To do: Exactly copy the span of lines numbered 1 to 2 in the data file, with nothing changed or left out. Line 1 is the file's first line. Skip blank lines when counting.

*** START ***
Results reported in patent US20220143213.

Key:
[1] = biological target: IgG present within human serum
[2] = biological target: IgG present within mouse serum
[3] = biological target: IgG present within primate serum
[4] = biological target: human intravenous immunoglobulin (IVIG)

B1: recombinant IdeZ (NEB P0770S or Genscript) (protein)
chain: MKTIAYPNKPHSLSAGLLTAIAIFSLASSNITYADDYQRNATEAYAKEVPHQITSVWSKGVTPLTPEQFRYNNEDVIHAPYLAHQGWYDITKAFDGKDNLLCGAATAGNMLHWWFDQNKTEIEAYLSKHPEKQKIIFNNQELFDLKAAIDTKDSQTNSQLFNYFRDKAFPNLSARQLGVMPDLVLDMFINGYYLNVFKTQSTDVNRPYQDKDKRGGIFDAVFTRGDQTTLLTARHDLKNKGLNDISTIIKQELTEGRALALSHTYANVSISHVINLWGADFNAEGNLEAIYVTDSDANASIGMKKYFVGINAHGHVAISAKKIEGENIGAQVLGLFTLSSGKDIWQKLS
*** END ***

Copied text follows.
Results reported in patent US20220143213.

Key: